He’s inexperienced at the spot and on early evidence unsuited to it and the hope is it won’t be a prolonged exercise.
Detroit – Three Performances of Note
He does like making a splash on Thanksgiving, doesn’t he? Another Thursday night showcase for Ndamukong Suh (+7.1) to make some plays and hurt one quarterback (only this year he didn’t even need to accidentally crotch-kick anyone). Chiefly, Suh did his damage against the pass with a sack, hit, and four hurries, with his safety being the pick of the bunch as he knifed through two defenders and then carefully placed the Packers quarterback on the ground. If we graded restraint he’d have got himself a positive there because as earlier hits of Flynn showed (Q1, 7.40), Suh had very little regard for him.
What was nice to see though was that Suh didn’t just make plays rushing the passer, contributing in the run game as well, even if it didn’t show up on the stat sheet outside of four assists. It’s his ability to penetrate that causes such problems, and while the Packers tried to slow him down with a couple of trap plays, they never developed the kind of drives where they could really put him on the back foot.
Running Game In Sync
The Lions really couldn’t have scripted a better game from their rushing attack, with the backs and offensive line firmly on the same page to take full advantage of the Packers’ defensive woes.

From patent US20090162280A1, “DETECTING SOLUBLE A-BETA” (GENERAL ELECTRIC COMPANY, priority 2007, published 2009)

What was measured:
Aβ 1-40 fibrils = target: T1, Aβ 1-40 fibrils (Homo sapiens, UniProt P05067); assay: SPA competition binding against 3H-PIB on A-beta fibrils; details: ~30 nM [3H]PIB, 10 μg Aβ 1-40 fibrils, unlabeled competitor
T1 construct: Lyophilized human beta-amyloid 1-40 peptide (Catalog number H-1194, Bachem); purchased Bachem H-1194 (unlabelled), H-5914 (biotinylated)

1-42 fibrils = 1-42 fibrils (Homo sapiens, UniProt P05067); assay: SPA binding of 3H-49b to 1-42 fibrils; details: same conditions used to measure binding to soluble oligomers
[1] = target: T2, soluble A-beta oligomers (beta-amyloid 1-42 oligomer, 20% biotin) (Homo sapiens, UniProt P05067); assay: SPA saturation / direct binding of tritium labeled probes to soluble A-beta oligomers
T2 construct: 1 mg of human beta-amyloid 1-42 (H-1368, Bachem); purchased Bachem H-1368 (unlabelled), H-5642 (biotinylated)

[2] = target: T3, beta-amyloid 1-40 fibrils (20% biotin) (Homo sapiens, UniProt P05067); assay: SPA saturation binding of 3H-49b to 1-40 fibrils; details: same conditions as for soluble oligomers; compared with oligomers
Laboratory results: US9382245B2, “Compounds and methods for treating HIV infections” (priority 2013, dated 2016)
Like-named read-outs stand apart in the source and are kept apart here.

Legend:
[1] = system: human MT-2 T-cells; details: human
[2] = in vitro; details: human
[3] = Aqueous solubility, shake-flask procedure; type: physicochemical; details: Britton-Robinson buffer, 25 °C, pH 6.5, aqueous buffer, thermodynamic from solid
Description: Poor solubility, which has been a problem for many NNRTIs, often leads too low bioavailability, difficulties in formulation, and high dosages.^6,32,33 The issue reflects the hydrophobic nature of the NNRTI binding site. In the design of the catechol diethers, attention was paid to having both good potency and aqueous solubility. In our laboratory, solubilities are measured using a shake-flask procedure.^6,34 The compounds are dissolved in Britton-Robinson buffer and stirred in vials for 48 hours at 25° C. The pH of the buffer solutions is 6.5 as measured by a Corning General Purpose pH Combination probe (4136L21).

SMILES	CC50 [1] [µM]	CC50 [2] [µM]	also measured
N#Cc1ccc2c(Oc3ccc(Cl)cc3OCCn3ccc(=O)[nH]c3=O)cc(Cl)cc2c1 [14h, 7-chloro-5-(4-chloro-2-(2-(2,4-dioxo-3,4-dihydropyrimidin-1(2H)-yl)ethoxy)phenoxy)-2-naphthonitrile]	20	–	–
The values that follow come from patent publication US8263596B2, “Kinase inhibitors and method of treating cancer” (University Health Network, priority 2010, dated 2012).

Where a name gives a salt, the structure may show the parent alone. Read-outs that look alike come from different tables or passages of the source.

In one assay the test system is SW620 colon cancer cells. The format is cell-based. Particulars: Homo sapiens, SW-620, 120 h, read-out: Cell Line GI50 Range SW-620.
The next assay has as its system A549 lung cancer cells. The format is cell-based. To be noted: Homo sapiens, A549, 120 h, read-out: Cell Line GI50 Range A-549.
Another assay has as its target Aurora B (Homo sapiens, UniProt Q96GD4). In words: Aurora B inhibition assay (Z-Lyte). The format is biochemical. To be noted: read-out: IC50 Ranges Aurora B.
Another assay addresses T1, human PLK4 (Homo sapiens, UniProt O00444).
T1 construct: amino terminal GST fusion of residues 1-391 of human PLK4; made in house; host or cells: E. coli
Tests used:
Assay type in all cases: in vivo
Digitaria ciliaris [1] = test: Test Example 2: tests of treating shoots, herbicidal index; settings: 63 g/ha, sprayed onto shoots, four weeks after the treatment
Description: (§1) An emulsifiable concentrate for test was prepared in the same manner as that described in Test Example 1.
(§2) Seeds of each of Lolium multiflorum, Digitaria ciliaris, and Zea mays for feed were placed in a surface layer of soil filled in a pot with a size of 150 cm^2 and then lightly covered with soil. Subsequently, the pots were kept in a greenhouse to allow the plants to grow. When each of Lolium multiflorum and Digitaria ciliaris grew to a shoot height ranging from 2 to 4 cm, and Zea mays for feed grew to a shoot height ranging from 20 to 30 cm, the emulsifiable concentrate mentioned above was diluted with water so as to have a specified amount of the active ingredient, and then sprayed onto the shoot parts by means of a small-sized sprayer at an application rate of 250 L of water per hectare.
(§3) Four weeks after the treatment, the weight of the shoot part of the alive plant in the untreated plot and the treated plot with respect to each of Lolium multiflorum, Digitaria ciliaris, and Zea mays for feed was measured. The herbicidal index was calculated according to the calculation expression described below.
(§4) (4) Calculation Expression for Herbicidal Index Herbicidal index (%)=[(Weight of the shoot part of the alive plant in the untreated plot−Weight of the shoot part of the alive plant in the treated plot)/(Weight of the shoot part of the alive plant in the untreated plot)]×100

The line themselves combined for a +12.3 run blocking grade, but it was the running backs who were the stars of the show, even with that fumble from Reggie Bush. The scheme called for them to make quick decisions as to which holes to attack with a lot of cutback lanes set up, as well as a number of counter plays that were designed to leave them one-on-one at the line of scrimmage with the Packers’ backside contain (usually a defensive back). Suffice to say that both Bush and Joique Bell won these battles on nearly every occasion, turning what could be a 2-yard gain into 6 yards or more with regularity. It’s telling that of the four missed tackles forced by Bush running the ball and two by Bell, all of them came against DBs.
Young Defensive Ends Stand Up
I’ve been one of those wanting a little bit more from fifth overall pick Ziggy Ansah and after an injury enforced layoff he seems to be ready to deliver on that enormous potential, posting his second grade in the green (+1.4) in a row. The two sacks may be eye catching but, as ever, that can be something of a flawed statistic with him generating no other pressure on his 17 other pass rushes. Instead it was his work in the run game, where he was simply too strong for David Bakhtiari, that resulted in the positive grade and bodes well for the future.
While Ansah played well, it was the impact of Devin Taylor (+3.7) that was even more noticeable. He walked away with a strip sack, hit, and pressure on just 10 pass rushes while also picking up a +1.0 grade against the run. The biggest compliment you can pay him is that he appeared on the field far more than 15 snaps would suggest.
– Former Packer Jeremy Ross played four snaps on offense and turned them into 29 yards and a touchdown.
– Eddie Lacy ended up with more yards after contact (18) than yards (16)
– Green Bay missed eight tackles to zero from Detroit.
While you might consider given the line this or even Matthew Stafford, the big plays of Ndamukong Suh get him the nod.
Follow Khaled on Twitter: @PFF_Khaled